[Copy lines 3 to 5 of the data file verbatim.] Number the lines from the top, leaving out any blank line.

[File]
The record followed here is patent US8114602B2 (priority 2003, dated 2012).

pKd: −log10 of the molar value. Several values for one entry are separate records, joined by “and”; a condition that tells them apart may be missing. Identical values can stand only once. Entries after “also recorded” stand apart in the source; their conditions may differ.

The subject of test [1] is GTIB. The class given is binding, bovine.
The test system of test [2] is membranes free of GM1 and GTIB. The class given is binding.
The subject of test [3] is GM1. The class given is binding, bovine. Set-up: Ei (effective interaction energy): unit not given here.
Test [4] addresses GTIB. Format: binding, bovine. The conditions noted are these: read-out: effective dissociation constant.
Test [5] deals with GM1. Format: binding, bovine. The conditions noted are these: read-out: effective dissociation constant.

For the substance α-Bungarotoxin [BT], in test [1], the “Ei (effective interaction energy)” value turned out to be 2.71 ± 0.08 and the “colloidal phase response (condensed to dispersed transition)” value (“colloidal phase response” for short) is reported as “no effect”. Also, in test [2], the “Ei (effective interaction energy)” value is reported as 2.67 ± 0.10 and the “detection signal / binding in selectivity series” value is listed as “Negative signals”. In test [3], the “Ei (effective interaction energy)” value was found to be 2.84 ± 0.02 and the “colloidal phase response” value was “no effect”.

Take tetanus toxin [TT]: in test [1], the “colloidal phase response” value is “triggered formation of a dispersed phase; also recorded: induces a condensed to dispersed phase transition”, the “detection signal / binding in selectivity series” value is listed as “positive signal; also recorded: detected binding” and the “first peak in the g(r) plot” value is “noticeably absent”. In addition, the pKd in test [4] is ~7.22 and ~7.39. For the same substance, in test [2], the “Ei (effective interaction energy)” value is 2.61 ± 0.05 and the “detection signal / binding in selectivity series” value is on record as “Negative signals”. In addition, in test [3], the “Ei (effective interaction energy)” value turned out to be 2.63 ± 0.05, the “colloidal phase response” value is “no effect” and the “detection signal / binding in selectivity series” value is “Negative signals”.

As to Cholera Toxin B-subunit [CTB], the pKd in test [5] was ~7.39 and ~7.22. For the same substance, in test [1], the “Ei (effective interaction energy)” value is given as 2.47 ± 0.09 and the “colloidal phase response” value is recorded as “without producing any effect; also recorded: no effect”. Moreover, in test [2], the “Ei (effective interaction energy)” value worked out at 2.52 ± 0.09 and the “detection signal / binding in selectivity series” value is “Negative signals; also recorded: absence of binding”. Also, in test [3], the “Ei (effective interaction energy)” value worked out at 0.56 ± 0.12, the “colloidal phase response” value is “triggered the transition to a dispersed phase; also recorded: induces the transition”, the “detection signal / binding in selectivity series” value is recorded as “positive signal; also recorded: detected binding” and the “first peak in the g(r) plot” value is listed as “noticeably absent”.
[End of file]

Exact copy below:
The subject of test [1] is GTIB. The class given is binding, bovine.
The test system of test [2] is membranes free of GM1 and GTIB. The class given is binding.
The subject of test [3] is GM1. The class given is binding, bovine. Set-up: Ei (effective interaction energy): unit not given here.